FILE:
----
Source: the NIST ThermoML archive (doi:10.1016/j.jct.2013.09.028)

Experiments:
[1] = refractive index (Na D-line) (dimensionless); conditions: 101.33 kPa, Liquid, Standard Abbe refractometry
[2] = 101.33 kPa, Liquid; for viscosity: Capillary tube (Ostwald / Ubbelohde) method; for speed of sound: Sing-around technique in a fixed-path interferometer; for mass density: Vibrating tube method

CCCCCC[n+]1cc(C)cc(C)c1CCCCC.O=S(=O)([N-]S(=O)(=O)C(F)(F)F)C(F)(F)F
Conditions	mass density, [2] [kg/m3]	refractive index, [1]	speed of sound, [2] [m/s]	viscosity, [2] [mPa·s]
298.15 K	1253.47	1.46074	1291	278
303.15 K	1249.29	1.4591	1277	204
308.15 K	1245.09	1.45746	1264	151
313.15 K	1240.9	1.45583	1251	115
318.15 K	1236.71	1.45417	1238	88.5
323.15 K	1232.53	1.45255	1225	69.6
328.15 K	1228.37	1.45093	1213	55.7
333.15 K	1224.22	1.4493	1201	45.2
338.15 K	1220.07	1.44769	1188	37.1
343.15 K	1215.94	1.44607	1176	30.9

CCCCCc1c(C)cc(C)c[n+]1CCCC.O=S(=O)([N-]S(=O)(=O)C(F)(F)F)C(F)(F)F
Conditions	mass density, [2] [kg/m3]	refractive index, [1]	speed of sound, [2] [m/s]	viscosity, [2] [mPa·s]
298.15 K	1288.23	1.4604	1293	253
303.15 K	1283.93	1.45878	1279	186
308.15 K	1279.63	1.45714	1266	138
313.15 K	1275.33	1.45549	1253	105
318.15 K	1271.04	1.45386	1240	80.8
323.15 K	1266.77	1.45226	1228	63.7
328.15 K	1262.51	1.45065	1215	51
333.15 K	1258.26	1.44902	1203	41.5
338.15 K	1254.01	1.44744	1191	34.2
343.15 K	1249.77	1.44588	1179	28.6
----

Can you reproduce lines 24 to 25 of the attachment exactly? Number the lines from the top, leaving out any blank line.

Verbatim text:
323.15 K	1266.77	1.45226	1228	63.7
328.15 K	1262.51	1.45065	1215	51